Becoming Spacefarers: Rescuing America's Space Program by James A. Vedda - All you ever wanted to know about the US space program with extra political intrigue, spicy historical analogies and ideas that challenge conventional wisdom added for seasoning. Written for those who know that what we should be doing next in space is heavily dependent on what we've been doing up until now. 

Canada in Space by Chris Gainor - A short history of Canada's contributions to space research and discovery including the development of the Canadarm and Canadarm2, the Alouette I ionospheric research satellite, the Canadians who engineered key components for NASA's Mercury, Gemini, Apollo and shuttle programs the birth of Canada's commercial satellite industry and much, much more.

Canada’s 50 Years in Space: The COSPAR Anniversary by Gordon Shepherd and Agnes Kruchio – Provides a thorough description of the parallel growth of the Canadian space science program and the international activities of the Paris based Committee on Space Research (COSPAR) from 1958 up until the 50th Anniversary of COSPAR in 2008. For those who think we need to know more about our history and plan on not making the same mistakes.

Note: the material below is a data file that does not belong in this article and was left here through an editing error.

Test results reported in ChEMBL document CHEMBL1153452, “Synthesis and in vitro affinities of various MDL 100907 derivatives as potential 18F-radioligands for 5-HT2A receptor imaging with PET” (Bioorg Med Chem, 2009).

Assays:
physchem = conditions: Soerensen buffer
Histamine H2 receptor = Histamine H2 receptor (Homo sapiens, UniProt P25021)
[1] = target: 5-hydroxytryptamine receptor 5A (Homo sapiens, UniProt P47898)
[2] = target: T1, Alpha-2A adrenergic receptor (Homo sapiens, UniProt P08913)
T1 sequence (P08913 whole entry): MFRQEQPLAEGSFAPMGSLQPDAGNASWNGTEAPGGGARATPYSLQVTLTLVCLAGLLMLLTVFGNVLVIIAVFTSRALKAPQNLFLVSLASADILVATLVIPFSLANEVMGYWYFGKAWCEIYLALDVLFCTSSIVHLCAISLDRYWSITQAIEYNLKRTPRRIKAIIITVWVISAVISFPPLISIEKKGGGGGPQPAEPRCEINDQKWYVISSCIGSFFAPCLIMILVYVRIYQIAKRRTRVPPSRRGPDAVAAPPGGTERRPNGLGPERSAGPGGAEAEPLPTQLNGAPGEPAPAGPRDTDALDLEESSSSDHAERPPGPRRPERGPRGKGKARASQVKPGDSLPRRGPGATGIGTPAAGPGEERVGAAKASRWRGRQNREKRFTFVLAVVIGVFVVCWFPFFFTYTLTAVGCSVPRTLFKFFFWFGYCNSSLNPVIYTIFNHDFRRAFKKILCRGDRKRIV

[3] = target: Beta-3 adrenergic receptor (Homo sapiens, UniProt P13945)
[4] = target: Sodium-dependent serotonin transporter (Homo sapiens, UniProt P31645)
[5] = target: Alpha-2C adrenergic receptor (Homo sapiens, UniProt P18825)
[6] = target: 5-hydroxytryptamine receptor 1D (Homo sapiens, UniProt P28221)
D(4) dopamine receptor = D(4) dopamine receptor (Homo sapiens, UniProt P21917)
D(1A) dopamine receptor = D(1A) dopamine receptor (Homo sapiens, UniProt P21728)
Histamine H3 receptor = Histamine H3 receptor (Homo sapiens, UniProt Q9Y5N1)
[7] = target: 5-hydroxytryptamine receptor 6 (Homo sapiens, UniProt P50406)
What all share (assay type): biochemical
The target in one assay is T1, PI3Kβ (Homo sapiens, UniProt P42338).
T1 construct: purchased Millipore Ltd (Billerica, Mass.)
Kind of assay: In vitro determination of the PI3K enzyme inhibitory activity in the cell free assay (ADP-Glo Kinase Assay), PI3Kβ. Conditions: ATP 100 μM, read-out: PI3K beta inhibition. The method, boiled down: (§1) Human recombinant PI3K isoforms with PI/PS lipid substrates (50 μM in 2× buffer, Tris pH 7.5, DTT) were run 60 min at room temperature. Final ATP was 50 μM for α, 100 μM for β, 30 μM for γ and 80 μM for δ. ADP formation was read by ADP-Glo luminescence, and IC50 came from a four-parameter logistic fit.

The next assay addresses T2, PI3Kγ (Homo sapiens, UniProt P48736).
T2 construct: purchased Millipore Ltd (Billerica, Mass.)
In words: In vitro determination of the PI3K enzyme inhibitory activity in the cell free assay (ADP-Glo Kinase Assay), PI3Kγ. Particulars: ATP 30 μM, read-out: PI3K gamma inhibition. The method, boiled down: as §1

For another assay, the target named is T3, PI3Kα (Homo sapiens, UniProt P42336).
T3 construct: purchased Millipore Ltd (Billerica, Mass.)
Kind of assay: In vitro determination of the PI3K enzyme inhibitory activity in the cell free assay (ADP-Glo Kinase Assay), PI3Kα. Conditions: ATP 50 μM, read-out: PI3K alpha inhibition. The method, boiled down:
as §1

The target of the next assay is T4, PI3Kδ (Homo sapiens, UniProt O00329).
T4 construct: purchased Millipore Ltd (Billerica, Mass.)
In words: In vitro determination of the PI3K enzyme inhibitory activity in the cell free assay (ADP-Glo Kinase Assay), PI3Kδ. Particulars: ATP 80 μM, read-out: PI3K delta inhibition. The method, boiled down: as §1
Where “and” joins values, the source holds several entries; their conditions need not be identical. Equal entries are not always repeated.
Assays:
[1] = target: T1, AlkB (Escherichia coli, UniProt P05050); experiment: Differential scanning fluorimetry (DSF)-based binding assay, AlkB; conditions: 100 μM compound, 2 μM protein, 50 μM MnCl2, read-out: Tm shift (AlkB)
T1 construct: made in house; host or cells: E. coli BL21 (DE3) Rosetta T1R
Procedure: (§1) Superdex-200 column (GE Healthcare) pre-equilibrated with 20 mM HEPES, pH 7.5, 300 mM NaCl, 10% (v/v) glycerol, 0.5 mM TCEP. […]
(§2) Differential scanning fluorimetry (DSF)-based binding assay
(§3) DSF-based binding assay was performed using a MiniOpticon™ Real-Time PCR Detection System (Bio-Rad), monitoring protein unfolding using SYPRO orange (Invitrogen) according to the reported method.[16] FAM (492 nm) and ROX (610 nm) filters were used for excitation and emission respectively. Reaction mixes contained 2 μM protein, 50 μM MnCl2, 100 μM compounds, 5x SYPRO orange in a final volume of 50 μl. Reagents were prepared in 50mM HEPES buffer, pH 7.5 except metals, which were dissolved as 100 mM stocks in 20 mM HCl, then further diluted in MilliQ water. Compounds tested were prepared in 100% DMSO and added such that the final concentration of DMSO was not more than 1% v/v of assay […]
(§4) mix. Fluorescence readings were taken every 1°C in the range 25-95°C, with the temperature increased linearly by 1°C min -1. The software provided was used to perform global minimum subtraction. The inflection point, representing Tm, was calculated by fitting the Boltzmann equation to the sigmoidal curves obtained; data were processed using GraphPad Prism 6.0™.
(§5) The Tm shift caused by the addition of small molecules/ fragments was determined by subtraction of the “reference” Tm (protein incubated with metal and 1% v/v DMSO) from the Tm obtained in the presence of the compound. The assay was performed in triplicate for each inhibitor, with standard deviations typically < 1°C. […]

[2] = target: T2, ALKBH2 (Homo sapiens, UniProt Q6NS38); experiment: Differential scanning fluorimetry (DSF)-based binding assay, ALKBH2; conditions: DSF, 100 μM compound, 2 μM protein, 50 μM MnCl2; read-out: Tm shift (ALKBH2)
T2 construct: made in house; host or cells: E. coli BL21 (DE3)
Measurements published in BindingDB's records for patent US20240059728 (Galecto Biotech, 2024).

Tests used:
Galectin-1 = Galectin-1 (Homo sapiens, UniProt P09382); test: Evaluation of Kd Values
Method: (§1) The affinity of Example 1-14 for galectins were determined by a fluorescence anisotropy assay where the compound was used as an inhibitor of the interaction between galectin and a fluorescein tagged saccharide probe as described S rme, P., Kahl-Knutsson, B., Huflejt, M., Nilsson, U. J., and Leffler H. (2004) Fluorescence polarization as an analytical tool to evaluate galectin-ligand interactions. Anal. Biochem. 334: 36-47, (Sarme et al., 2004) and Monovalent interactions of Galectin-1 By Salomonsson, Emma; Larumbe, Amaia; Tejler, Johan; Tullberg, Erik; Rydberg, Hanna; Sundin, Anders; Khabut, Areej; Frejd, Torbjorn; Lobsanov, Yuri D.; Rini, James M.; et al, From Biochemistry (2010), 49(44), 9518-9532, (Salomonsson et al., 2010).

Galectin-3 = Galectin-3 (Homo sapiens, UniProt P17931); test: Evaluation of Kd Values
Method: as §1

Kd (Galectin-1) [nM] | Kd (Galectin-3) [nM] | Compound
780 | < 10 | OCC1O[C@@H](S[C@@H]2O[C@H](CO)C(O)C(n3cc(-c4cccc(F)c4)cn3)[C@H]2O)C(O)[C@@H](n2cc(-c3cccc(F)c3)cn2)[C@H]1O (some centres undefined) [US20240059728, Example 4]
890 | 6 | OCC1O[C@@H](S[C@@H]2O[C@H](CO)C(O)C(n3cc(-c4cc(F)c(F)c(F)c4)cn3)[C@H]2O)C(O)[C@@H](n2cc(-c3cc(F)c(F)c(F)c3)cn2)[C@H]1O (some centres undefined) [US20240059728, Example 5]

The Science Writers and Communicators of Canada - A national alliance of professional science communicators who "cultivate excellence in science writing and science journalism" in an effort to increase public awareness of science in Canadian culture.

Canadian Space Directory – The Canadian Space Agency’s (CSA) listing of Canadian private and public organizations who have been and/or are engaged in space related activities.

Canadian Spacewalkers: Hadfield, MacLean and Williams Remember the Ultimate High Adventure by Bob MacDonald -  What's it really like to step into that abyss; to leap out into space with only the thin fabric of your suit between you and the universe? Find out in this compilation of perspectives from three Canadian space walkers starting from the beginning of their training right through to the moment when they opened the hatch and stepped outside into the cold blackness of space. The book is lavishly illustrated with stunning NASA photos.